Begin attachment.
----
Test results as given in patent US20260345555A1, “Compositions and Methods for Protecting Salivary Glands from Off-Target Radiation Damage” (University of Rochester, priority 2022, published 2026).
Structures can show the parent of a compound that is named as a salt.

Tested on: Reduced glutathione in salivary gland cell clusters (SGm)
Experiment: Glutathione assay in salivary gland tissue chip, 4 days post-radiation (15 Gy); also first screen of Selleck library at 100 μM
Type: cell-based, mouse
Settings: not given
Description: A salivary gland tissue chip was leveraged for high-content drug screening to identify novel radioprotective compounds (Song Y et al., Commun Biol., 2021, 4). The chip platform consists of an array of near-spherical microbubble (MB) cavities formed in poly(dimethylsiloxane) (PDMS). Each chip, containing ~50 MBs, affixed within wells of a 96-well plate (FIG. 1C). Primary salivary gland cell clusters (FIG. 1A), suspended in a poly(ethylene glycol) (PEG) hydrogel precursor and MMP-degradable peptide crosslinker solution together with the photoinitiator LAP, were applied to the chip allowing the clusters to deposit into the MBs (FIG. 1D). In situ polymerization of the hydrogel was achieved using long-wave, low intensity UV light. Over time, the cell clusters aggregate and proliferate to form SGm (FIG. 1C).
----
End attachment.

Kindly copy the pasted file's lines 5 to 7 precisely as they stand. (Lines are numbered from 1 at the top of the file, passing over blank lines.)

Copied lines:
Type: cell-based, mouse
Settings: not given
Description: A salivary gland tissue chip was leveraged for high-content drug screening to identify novel radioprotective compounds (Song Y et al., Commun Biol., 2021, 4). The chip platform consists of an array of near-spherical microbubble (MB) cavities formed in poly(dimethylsiloxane) (PDMS). Each chip, containing ~50 MBs, affixed within wells of a 96-well plate (FIG. 1C). Primary salivary gland cell clusters (FIG. 1A), suspended in a poly(ethylene glycol) (PEG) hydrogel precursor and MMP-degradable peptide crosslinker solution together with the photoinitiator LAP, were applied to the chip allowing the clusters to deposit into the MBs (FIG. 1D). In situ polymerization of the hydrogel was achieved using long-wave, low intensity UV light. Over time, the cell clusters aggregate and proliferate to form SGm (FIG. 1C).